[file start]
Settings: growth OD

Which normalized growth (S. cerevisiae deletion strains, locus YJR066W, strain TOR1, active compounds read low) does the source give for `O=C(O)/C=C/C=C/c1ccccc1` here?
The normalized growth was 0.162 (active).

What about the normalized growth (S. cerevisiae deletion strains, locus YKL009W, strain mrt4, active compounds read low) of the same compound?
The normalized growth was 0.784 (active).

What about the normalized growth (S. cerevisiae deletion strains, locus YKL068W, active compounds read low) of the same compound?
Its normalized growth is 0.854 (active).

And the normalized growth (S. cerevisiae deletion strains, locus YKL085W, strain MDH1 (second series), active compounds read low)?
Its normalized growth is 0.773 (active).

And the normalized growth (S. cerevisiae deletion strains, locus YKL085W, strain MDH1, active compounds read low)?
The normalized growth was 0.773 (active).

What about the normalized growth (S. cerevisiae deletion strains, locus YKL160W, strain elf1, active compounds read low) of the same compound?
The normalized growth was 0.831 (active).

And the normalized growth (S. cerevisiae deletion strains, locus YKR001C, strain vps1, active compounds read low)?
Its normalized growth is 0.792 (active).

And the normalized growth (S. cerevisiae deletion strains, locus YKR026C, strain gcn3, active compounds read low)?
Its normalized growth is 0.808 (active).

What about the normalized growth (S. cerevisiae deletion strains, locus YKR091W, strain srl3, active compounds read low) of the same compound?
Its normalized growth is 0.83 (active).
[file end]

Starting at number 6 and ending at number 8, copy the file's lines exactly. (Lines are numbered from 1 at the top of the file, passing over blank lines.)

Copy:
What about the normalized growth (S. cerevisiae deletion strains, locus YKL068W, active compounds read low) of the same compound?
Its normalized growth is 0.854 (active).

And the normalized growth (S. cerevisiae deletion strains, locus YKL085W, strain MDH1 (second series), active compounds read low)?